What causes did Martin Luther King support?

Nonviolent for a just world

Kings early commitment to equality

Martin Luther King jr. The painful experience of what racial segregation means: His best friend's parents ended their children's friendship when they started primary school because King was black. Accordingly, he campaigned for equality early on and began a career as a political speaker and advocate of human rights for blacks. The talented King began studying sociology at the age of 15 and was quickly fascinated by Mahatma Gandhi's nonviolent resistance. He followed Gandhi's teaching and made it the principle of his own struggle.

After graduating in sociology, he studied theology and then worked as a pastor. In the sermon he saw a double claim: “On the one hand, I have to try to change the soul of each individual so that society can change. On the other hand, I have to try to change society so that every single soul can change. ”In 1954 he started a job in Montgomery, Alabama, a difficult place for blacks. His struggle for the rights of black citizens soon reached a new level.

Those who accept evil without contradiction are in fact supporting it.
Dr. Martin Luther King Jr.

Unbending resistance, but non-violent

In late 1955, the black seamstress Rosa Parks was arrested in Montgomery for refusing to vacate her seat for a white man on the bus after working 14 hours. The blacks organized themselves, boycotted the bus company and voted King as the leader of the boycott movement. The nonviolent resistance lasted more than a year and was ultimately successful: in late 1956, the US Supreme Court ruled that racial segregation on public transport was unconstitutional.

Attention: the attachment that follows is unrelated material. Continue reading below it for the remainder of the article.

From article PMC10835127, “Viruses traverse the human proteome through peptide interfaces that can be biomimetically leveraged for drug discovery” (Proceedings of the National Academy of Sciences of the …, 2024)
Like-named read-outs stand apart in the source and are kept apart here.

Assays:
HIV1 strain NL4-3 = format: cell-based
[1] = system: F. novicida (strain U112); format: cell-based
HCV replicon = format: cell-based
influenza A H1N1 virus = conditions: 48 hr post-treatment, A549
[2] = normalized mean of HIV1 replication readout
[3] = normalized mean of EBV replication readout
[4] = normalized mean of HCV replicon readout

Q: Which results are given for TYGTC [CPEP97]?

The boycott made King and his nonviolent resistance so popular that he was elected president of the Southern Christian Leadership Conference in 1957. His commitment to equal rights for all people, regardless of skin color, was ultimately also supported by President John F. Kennedy and, after numerous protests and large-scale demonstrations across the country, led to a law that largely abolished racial segregation in 1964. In the same year, Martin Luther King received the Nobel Peace Prize. He continued his non-violent struggle for equal rights and better living conditions for four years until he was murdered in 1968.

God's presence as a drive

When white racists began threatening him and his family in Montgomery, Martin Luther King faced one of his greatest challenges. He once said, “I wanted to give up the fight. (...) At that moment I experienced the presence of God like never before. I felt as if I heard an inner voice that encouraged me: 'Stand up for justice! Stand up for the truth! And God will always be by your side! ‘I was ready to face everything."

Meaning for bread for the world

The life and actions of Martin Luther King are the inspiration for our daily work. The theologian and civil rights activist did not accept the injustices of his time, but fought against them non-violently. “In this belief we have always found a way where there seemed to be no way.” These words from King are the motto and drive for bread for the world. His successes for the equal rights of disadvantaged people prove that the advocacy for human rights and a better life does not need violence.